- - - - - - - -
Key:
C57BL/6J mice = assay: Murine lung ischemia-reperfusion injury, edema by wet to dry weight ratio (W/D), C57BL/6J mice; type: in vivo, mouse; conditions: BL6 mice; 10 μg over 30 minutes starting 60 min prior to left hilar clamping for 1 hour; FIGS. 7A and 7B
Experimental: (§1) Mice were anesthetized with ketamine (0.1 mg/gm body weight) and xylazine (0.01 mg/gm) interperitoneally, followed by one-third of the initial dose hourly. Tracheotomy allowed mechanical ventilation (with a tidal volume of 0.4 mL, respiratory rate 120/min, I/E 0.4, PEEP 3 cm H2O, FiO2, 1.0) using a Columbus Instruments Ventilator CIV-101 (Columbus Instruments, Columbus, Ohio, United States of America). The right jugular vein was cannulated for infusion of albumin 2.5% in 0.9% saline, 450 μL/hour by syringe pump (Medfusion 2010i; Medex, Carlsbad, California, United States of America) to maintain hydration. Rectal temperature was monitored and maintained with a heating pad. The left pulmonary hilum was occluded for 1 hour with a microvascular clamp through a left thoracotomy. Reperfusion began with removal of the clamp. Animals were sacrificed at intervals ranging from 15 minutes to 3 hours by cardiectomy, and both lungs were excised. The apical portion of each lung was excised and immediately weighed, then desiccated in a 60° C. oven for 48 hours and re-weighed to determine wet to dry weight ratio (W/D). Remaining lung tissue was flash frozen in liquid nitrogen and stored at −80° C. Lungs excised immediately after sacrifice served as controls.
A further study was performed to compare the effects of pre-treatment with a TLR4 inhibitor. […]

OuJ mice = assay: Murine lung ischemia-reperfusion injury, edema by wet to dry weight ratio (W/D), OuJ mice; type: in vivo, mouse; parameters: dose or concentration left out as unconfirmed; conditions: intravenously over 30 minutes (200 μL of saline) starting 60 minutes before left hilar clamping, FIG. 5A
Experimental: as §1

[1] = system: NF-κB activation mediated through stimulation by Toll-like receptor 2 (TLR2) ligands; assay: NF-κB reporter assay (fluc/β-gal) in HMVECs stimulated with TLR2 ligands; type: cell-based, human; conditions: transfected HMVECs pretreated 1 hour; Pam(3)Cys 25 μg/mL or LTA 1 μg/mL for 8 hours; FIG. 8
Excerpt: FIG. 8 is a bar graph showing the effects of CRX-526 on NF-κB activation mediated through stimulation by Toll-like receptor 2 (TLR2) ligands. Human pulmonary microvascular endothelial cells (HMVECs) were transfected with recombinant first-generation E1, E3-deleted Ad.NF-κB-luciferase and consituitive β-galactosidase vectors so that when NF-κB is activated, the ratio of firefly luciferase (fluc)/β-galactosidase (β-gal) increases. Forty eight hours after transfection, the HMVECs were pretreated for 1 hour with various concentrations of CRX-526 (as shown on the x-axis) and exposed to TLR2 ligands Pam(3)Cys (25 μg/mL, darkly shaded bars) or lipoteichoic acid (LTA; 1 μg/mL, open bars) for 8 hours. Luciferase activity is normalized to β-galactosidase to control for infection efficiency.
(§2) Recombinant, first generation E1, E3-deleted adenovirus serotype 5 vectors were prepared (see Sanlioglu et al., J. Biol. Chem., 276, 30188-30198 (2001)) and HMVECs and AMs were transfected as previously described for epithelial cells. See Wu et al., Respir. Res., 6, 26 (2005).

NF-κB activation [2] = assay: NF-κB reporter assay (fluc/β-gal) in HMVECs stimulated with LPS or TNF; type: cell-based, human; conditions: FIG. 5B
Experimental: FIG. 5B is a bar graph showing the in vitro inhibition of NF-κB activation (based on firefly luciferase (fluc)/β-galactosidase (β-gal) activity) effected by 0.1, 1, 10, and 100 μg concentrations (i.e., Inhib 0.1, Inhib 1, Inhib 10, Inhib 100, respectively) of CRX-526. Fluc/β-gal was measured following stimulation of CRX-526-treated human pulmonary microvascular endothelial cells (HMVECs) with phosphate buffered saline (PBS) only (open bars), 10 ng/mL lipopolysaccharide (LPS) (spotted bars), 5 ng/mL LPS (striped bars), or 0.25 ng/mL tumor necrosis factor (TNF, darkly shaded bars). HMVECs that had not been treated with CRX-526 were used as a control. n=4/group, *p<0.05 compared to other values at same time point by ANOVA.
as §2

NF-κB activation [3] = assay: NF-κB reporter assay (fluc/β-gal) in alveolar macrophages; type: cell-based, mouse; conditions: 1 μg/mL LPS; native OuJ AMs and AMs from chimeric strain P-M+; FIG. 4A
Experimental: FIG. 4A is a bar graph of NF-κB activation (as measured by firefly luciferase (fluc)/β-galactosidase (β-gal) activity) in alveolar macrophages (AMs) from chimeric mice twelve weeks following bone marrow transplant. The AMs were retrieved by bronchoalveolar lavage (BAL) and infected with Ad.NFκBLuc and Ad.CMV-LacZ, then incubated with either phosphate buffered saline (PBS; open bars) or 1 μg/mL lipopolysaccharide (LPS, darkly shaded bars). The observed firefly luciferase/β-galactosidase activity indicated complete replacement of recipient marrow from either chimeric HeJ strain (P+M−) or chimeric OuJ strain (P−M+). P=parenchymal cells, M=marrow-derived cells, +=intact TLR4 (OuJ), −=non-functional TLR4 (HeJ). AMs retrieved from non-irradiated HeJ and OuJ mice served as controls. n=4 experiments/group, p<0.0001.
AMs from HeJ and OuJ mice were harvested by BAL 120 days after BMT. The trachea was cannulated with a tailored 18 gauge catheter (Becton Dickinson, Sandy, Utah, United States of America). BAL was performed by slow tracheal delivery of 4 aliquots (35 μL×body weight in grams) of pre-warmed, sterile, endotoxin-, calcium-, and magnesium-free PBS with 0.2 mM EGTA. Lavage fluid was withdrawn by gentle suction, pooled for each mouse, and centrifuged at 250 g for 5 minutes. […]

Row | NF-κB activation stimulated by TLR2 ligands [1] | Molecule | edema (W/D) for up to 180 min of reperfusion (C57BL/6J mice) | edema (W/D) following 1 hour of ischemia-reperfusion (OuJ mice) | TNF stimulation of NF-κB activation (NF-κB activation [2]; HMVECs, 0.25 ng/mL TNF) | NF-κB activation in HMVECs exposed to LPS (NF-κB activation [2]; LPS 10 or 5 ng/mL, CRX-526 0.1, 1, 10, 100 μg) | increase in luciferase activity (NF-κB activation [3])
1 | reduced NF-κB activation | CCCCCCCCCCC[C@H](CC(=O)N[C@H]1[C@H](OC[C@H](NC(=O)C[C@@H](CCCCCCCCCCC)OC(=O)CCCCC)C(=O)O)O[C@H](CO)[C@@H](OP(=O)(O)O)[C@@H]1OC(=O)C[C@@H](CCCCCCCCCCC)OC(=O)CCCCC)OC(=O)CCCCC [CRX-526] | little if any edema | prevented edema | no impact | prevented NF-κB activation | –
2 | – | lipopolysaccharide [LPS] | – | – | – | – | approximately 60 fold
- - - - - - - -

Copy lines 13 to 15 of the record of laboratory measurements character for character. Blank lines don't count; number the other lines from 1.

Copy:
NF-κB activation [3] = assay: NF-κB reporter assay (fluc/β-gal) in alveolar macrophages; type: cell-based, mouse; conditions: 1 μg/mL LPS; native OuJ AMs and AMs from chimeric strain P-M+; FIG. 4A
Experimental: FIG. 4A is a bar graph of NF-κB activation (as measured by firefly luciferase (fluc)/β-galactosidase (β-gal) activity) in alveolar macrophages (AMs) from chimeric mice twelve weeks following bone marrow transplant. The AMs were retrieved by bronchoalveolar lavage (BAL) and infected with Ad.NFκBLuc and Ad.CMV-LacZ, then incubated with either phosphate buffered saline (PBS; open bars) or 1 μg/mL lipopolysaccharide (LPS, darkly shaded bars). The observed firefly luciferase/β-galactosidase activity indicated complete replacement of recipient marrow from either chimeric HeJ strain (P+M−) or chimeric OuJ strain (P−M+). P=parenchymal cells, M=marrow-derived cells, +=intact TLR4 (OuJ), −=non-functional TLR4 (HeJ). AMs retrieved from non-irradiated HeJ and OuJ mice served as controls. n=4 experiments/group, p<0.0001.
AMs from HeJ and OuJ mice were harvested by BAL 120 days after BMT. The trachea was cannulated with a tailored 18 gauge catheter (Becton Dickinson, Sandy, Utah, United States of America). BAL was performed by slow tracheal delivery of 4 aliquots (35 μL×body weight in grams) of pre-warmed, sterile, endotoxin-, calcium-, and magnesium-free PBS with 0.2 mM EGTA. Lavage fluid was withdrawn by gentle suction, pooled for each mouse, and centrifuged at 250 g for 5 minutes. […]